The Times isn’t alone in its selective opposition to bigotry. Institutional media extend protection to some groups and deny it to others, picking and choosing which groups they will treat with respect. Some groups they denigrate, others they don’t, on critera that can only be explained rationally in terms of their own prejudices. 

With persecution of Christians on the rise across the African continent, the Middle East, and the Near East, one would think The New York Times, America’s “newspaper of record,” the bastion of journalistic integrity and ethics, would be sensitive to publishing hateful and bigoted messages targeting any religion. To think that would require one to ignore the egregious hypocrisy of the institutional media and the professional Left. The Times is the de facto leader of both. 

This hypocrisy runs deep and wide. Hiding behind the First Amendment or the safety of troops is a sham. It is the big lie.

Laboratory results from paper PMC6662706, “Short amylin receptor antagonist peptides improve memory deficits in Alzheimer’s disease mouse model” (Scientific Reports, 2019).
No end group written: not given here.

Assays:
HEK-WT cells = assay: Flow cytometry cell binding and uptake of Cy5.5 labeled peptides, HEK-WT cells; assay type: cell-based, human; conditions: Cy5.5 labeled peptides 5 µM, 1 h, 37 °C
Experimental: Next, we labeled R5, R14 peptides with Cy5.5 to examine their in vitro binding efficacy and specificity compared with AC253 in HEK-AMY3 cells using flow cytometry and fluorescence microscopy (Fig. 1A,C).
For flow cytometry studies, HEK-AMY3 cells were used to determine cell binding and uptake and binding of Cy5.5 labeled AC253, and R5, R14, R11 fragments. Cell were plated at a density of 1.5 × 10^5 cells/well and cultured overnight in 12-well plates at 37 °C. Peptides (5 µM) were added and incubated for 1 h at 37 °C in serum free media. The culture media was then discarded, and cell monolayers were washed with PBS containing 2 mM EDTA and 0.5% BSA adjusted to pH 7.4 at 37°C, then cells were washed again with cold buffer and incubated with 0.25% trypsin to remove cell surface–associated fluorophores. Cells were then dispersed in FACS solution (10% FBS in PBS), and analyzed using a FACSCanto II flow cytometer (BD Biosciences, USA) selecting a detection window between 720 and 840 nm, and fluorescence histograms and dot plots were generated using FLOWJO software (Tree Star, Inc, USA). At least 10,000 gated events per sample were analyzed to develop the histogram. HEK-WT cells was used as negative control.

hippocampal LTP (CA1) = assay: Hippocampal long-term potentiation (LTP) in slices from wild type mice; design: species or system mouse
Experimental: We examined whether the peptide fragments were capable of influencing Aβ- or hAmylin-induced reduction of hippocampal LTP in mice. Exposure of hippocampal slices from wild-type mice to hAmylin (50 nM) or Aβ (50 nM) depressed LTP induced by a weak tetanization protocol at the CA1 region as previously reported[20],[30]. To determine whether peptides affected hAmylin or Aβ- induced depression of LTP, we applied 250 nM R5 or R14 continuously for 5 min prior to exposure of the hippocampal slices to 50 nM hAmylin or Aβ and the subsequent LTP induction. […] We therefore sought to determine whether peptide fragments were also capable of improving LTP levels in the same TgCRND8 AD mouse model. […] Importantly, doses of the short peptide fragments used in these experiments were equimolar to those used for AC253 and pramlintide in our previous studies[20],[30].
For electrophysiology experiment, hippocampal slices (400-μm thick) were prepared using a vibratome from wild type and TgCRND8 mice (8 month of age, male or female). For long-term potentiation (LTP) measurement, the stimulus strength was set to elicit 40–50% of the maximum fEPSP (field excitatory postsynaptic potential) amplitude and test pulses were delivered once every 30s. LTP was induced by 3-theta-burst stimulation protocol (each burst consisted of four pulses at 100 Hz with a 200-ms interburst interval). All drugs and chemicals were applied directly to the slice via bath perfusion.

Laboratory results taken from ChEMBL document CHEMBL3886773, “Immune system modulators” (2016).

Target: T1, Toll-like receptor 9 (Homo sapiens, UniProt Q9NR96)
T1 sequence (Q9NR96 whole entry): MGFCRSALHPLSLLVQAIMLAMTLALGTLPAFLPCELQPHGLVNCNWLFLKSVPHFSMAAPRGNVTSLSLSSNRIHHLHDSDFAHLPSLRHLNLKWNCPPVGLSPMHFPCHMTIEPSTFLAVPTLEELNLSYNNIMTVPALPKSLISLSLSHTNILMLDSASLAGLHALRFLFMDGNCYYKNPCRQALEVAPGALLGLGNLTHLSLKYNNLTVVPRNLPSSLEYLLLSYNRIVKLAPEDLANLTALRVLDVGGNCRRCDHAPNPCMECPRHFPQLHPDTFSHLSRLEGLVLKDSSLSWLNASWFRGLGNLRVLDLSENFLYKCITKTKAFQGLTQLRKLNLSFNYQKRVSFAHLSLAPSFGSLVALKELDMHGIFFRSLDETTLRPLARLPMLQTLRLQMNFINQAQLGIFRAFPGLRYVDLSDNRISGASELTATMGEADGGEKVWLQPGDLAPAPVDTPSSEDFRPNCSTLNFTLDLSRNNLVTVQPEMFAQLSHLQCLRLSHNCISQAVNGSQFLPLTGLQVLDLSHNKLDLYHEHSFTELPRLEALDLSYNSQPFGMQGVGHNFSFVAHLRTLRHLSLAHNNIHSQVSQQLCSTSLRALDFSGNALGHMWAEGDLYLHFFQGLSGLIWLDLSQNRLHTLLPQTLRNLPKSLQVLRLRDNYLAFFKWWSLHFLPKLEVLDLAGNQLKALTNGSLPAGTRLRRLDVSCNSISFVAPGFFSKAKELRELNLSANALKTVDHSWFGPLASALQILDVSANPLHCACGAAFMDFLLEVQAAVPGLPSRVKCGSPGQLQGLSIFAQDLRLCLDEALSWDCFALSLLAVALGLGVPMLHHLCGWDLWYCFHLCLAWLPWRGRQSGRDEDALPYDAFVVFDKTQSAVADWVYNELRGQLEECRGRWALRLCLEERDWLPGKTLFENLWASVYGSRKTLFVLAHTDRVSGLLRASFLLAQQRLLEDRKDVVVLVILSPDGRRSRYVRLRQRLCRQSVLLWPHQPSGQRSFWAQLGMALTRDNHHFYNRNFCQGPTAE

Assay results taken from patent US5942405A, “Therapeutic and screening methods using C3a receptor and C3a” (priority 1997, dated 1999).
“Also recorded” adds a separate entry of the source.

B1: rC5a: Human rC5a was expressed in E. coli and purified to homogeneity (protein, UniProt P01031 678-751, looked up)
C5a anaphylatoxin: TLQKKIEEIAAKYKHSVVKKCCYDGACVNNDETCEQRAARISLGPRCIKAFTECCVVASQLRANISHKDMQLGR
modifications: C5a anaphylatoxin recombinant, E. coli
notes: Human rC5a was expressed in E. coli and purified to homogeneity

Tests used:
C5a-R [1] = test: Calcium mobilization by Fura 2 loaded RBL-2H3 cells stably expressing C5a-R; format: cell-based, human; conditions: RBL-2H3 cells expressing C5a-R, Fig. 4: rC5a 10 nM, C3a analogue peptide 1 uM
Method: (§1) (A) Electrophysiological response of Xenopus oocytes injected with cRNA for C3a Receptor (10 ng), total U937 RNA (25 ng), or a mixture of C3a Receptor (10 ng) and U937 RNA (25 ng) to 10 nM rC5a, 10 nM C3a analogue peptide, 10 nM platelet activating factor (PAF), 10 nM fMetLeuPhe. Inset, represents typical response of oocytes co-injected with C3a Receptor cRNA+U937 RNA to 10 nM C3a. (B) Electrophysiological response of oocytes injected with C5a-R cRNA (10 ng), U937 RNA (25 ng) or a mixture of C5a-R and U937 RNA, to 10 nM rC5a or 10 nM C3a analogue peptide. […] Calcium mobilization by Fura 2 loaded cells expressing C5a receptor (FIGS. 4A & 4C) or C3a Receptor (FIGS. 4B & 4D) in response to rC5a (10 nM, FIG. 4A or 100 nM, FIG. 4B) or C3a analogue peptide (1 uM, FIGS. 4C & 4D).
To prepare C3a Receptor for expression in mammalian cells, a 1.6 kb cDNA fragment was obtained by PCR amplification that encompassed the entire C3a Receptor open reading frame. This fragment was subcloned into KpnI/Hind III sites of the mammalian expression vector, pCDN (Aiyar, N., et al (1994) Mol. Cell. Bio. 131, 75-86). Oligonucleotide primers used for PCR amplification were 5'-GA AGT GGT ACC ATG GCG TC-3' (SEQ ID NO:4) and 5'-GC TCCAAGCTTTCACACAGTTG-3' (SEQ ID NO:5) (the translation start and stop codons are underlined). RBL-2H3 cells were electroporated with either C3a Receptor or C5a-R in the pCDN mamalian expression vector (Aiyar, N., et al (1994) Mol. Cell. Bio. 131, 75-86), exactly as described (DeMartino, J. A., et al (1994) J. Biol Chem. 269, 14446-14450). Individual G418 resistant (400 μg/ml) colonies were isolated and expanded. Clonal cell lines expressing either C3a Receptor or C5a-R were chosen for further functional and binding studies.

By running the anti-Catholic advertisement, with all of its negative ugly stereotypes, the Times aligned itself with religious bigotry. By refusing to run the anti-Islam version, it made clear that it recognized the ugliness of the ad it published.

Who will be next on The New York Times hit list of hate? Mormons? Methodists? Evangelicals? Pagans? 

Annie Lauire Gaylor has every right to hate whomever she wants. Her organization has a website she can use as a platform to express her hatred and bigotry. Her organization is free to spend money on search engine and social media optimization to spread her hatred.